It will be a while before OpenEMR can move in.
Everything you desire is present in linux. The major problem is that most things have strange and non-descriptive names. You know, kind of like ophthalmology ;>)
I almost pressed the LINK...... when I wanted to click LIKE.... (FB and SF difference) it is as Windows and Linux..... the same but just a bit different... full of headaches.
First there was Windows, then there was Linux, and they both looked alike, now they have grown and they not only not look alike, but they also behave differently on different commands. They are almost human.
Not half as embarrassing as looking with a flash light for the in the glass eye, only after a year to do it again and the patient just let me continue to have a good laughter.
I will concede that for a physician who is tech savvy, and functioning in a small office/single provider environment, taking the simplest path and running on Windows is probably acceptable.
We function in an environment where it's common to have anywhere from 5-20 providers and all their support staff using the system simultaneously from multiple locations, while continuously handling a barrage of never ending support functions like lab orders/results, live HL7 interfaces, a constant stream of incoming scanned documents, and multiple active fax modems.
Linux handles all of these things, 24/7/365, without breaking a sweat or requiring constant maintenance as Windows does.
For OpenEMR to be widely accepted by the medical community, ideally it should be coupled with an operating system that is easy to use and stable. Windows is user friendly but crashes if video DVD's are ripped.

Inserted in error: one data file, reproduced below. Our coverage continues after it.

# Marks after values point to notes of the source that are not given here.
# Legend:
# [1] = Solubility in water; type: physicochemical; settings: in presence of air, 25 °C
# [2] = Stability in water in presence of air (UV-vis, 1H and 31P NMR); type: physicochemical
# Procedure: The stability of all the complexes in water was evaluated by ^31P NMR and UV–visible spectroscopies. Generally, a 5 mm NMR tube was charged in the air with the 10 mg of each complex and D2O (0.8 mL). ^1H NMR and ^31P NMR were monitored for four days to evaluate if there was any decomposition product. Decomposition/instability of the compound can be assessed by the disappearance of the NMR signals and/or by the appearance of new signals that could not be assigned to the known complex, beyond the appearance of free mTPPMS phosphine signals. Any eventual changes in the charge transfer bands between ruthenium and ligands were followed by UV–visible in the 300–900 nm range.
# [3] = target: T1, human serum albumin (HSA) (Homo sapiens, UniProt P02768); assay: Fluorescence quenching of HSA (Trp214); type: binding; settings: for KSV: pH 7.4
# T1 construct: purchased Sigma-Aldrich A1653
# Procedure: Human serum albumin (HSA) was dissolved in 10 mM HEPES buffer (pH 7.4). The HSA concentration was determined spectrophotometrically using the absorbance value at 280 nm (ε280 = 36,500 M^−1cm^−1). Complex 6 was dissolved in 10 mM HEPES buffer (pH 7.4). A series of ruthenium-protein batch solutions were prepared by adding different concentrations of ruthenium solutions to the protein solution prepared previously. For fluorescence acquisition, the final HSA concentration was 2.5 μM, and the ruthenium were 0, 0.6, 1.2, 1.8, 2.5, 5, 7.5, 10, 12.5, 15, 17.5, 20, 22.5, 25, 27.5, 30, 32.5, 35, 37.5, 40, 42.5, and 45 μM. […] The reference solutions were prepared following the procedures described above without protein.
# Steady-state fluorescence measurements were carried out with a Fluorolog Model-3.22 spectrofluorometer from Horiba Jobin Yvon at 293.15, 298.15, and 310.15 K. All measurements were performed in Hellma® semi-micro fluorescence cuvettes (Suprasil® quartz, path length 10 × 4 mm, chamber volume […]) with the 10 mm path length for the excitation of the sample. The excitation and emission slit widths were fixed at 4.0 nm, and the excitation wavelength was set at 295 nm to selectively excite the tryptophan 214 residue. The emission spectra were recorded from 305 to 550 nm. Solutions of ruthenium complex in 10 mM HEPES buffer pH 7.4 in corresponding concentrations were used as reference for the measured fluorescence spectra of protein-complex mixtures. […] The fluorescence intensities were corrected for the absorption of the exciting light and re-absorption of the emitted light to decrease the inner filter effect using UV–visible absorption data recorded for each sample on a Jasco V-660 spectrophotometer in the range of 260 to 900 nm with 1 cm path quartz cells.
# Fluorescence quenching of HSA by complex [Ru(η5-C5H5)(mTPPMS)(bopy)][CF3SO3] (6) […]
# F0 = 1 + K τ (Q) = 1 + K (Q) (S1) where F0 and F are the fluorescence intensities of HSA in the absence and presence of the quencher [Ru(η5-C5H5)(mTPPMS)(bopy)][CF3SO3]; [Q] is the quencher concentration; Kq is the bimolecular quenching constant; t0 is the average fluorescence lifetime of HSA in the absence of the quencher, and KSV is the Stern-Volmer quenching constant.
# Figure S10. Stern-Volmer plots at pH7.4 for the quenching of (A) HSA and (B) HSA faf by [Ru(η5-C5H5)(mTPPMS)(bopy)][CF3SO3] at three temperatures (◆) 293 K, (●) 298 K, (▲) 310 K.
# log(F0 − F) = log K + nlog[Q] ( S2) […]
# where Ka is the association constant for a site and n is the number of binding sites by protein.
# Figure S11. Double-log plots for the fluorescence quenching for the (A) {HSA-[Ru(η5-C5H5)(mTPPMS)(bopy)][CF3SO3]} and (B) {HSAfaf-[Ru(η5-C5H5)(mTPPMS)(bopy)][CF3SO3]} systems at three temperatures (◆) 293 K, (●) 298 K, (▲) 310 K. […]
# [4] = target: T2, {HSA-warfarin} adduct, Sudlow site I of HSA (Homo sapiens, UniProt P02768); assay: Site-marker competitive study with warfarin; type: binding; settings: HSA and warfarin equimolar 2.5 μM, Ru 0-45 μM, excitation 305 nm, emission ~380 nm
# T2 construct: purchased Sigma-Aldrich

Linux is stable but not user friendly, once a person gets beyond the basic setup.
Pimm, Jack and I are outliers in the sense that we are receptive to Linux. The typical physician, especially the old guys, would take one look at a command line and say, "No way, Jose!". One of our GP's retired to Cape Cod refusing to deal with EHR's. Large practices with financial means would choose proprietary EHR's over open source software, therefore they are not part of the discussion.
Penguin8R, your heart is in the right place if you bemoan the fact that Windows has to be babied. It does provide a perverse incentive, if you charge by the hour. Should children be heading off for university, it may not be so terrible after all.
Windows makes you a slave of their OS. You have to buy and after a couple of weeks they say you better change to a newer version. Than after a couple of years the support for a good system will stop and everybody will become nervous and feel the need to buy a new different Windows OS that will be replaced ASAP. and support for the almost perfect version will be stopped.
Thumbs up for the free OS and other software!
if you happen to have an older computer i hope you don't mind working with .isos, building from source, using make, depmod and scouring forums for the right how-tos...
i don't really but catch myself muttering indelicacies when things bonk, windows kind of takes the pain away for the average user but makes you pay
anyways, got linux mint up and running, now on to practice upgrading openemr to the latest version